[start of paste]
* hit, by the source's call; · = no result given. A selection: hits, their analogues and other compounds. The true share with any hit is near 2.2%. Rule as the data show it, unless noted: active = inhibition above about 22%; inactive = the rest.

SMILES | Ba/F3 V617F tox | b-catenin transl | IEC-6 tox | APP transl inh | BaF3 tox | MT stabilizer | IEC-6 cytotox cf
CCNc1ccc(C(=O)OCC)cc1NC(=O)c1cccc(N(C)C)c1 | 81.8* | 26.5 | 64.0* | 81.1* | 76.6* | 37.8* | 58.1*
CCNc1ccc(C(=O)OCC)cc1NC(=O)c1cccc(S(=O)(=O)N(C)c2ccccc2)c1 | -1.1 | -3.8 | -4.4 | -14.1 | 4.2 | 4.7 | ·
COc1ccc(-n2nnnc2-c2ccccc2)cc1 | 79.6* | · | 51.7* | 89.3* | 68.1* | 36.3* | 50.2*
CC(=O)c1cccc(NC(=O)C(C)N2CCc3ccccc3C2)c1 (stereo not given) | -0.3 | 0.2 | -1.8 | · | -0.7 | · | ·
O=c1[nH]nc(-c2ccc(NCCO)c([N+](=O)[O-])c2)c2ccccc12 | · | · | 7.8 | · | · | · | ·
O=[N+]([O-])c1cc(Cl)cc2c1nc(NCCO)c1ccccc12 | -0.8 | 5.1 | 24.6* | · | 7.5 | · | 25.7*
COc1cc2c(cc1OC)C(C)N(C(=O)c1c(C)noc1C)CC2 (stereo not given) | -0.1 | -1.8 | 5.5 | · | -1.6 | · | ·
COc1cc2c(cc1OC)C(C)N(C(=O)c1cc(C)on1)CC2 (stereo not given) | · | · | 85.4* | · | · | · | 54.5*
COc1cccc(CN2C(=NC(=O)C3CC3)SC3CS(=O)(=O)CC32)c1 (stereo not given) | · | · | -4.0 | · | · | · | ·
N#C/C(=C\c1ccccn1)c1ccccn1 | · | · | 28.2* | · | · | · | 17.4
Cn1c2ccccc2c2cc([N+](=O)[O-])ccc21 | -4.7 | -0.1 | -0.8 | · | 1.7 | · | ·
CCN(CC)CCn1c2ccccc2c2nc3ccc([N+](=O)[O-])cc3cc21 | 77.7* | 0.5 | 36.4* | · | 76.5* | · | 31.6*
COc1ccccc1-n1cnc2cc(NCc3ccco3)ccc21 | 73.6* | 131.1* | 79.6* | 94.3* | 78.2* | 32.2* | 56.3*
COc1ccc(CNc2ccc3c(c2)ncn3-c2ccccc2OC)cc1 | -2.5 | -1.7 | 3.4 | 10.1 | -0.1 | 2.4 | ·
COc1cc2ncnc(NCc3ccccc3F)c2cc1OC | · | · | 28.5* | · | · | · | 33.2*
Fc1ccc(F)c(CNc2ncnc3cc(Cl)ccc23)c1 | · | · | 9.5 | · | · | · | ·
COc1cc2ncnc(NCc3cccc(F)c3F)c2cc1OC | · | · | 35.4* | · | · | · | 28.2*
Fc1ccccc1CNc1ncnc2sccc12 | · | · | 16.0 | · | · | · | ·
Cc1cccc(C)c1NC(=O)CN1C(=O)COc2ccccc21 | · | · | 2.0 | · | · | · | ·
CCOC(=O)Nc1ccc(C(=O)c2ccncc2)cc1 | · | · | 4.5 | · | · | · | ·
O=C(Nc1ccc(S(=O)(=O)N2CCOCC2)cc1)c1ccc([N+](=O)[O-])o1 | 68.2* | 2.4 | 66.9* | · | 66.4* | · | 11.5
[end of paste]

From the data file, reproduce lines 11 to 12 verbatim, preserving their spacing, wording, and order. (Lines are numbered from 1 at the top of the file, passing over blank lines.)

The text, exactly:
COc1cccc(CN2C(=NC(=O)C3CC3)SC3CS(=O)(=O)CC32)c1 (stereo not given) | · | · | -4.0 | · | · | · | ·
N#C/C(=C\c1ccccn1)c1ccccn1 | · | · | 28.2* | · | · | · | 17.4